1 J94 7 4 1 8 6 1 -3 69 1 01 4 3 1 7 35 J / / fJ/J 20 14 1 0 3 4 864 9.4/ 19.99

2 S48 7 50 9 33 8 0 9 5 86 6 4 9 10 36 Z/O 10 // 21 56 1 0 8 5 SJ4 I t OS 1904

3 9 92 4 46 8 21 - 1 5 0 8 9 60 5 0 8 0 80 1 5 5 7 J //) 19 86 1 0 3 8 Zt9J 1/66 IS.//

4 8 71 7 00 -16 94 -25 22 6 78 2 74 3 45 I S 9 8 / J / / 1 8 9 0 11 99 i/ S 9Jt λ101

5 6 51 2 89 1 3 6 5 - 2 5 3 8 8 94 SS9 0 24 1/04 X X 1 9 4 5 1 0 2 7 2 4 9 3 40S ZZSJ

6 5 5 3 1 53 11 39 -16 13 4 36 4 05 1 72 27 89 1/ 40 18 66 11 42 /6/4 /4 / 91/

7 i s / 0 63 14 43 - 1 7 2 5 1 57 6 6 7 4 71 3 2 5 4 λJ/J 16 96 8 73 Z96J 01/ 16/0

8 aw 3 94 7 40 0 9 5 2 54 11 10 8 76 JZ/J s/s 23 92 11 61 Z864 n o / J64

9 asj -2 26 4 01 0 6 5 1 05 8 6 9 -11 42 23 80 //Ό 15 84 1 6 5 3 //JO /SO 9 I I

10 21 94 3 2 6 6 2 5 3 4 71 44 15 28 102 98 16 59 1 3 2 4 JOS/ 1 4 9 9 1 3 5 4 1466 1/09 X IU

(a) Numbeis in Italics me qq] statistically significant! and should be Ignored (b) Households are divided Into 10 equal size groups depending on Income Decile I tot any household type refers to Ihe lowest 10% o l households In t ia l household type ranked by income while decile 10 relates to the highest 10 % ol households ranked by income

Key to community groups

Each household Is allocated to e group according to t ie cheraclarlsHcs o l toe head o l toe household II Is possible that, while Ihe head does not have children, there could be other persons In toe household who do have children Also. In toose groups where no dear statement about toe number ol children Is made (groups 5 to 14). these households may or may not have children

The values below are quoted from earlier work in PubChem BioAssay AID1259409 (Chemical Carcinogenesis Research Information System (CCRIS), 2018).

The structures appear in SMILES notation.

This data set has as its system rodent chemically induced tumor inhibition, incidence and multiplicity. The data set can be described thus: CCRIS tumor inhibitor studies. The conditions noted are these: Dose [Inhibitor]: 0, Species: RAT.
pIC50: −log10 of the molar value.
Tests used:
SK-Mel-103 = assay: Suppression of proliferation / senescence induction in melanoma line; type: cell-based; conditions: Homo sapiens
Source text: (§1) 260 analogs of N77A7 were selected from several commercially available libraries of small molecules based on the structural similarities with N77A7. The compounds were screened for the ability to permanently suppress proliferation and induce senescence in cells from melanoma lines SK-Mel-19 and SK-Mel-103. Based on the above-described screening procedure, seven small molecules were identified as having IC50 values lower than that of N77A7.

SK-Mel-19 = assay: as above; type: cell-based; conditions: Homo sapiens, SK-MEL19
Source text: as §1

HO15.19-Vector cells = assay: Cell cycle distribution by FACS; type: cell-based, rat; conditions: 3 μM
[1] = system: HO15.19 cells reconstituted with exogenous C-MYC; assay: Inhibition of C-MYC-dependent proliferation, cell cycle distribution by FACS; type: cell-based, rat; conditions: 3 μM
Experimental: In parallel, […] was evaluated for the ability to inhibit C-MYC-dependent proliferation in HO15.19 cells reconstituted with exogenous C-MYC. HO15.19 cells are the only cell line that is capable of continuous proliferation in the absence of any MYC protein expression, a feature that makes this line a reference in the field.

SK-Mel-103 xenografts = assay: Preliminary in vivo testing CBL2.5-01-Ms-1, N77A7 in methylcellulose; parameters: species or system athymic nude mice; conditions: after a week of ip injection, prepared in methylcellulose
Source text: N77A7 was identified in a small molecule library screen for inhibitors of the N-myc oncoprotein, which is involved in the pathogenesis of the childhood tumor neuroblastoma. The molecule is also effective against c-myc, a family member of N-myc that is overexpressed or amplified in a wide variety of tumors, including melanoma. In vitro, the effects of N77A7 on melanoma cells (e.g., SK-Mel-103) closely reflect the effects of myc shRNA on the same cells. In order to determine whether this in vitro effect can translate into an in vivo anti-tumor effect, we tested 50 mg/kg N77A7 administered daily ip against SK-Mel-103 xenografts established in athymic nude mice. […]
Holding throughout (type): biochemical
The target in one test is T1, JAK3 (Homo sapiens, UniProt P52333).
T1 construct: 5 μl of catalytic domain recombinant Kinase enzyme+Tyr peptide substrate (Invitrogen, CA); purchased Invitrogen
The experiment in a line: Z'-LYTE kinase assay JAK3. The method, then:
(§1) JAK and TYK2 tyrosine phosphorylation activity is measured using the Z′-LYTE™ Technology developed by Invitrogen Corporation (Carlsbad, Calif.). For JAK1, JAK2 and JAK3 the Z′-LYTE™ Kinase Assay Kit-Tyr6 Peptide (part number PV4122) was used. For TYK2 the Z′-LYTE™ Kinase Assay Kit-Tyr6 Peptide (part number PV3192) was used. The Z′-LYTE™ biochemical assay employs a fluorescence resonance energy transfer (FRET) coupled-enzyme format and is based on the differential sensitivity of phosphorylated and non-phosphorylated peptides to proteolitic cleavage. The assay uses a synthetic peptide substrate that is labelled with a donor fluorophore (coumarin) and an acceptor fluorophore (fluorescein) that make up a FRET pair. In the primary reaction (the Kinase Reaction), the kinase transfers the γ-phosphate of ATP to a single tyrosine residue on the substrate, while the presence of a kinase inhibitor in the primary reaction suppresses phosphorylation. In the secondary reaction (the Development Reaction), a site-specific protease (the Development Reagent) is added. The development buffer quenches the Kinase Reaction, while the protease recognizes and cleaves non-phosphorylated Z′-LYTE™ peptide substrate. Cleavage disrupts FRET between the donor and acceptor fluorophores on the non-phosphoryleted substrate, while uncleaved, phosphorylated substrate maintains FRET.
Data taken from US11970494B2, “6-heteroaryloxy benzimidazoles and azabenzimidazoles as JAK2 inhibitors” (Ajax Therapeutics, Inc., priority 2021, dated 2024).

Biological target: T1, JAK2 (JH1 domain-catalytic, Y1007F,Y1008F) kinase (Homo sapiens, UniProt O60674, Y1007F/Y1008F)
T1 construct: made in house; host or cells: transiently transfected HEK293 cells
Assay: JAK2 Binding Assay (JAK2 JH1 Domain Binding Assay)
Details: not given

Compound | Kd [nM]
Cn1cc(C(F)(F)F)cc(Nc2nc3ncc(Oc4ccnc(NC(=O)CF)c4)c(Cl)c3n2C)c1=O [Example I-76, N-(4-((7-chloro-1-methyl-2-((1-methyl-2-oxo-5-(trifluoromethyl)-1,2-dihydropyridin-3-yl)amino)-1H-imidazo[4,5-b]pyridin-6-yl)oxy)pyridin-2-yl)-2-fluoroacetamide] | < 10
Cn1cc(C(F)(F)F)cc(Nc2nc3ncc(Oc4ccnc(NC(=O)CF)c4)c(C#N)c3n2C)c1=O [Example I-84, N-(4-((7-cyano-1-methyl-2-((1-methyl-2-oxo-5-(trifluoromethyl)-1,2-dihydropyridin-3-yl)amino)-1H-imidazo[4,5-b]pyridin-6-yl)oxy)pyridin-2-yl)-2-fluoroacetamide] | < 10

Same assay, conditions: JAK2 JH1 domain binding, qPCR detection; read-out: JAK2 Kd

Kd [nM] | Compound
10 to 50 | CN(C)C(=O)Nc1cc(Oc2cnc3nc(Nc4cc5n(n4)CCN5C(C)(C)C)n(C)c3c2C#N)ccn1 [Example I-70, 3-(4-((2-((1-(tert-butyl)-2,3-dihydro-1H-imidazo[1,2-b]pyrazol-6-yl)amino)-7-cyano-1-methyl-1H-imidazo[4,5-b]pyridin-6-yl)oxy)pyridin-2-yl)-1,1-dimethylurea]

1 Wage and salary earner. M dme. married, spouse not wo·king no children 2 Wage and salary earner, fu l tone, married, spouse not working, children 3 Wage and salary earner. M tone, married, spouse working, no children 4 Wage and salary earner, lu l tone, married, spouse working, children 5 Wage and salary earner, lu l tone, single. 6 Wage and salary earner, part time, single or married

7 Sell-employed or farmer 8 Unemployment or sickness benefits 9 Not in toe labour force single or married, principal source ol income not government benefits and not Interest Income, dividends, rent or superannuation to Not In toe labour loice, married, principal source o l Income government benefits

11 Not In toe labour force, single, principal sou· * o l Income government benefits but not sole parent or widow's pension 12 Not In toe labour force, single, principal source ol Income government benefits sole parent or widow's pension 13 Not In toe labour force, single, principal source o l Income Interest, dividends, rent or superannuation 14 Not In toe labour force, married, principal source o l Income fillerest. dividends, rent or superannuation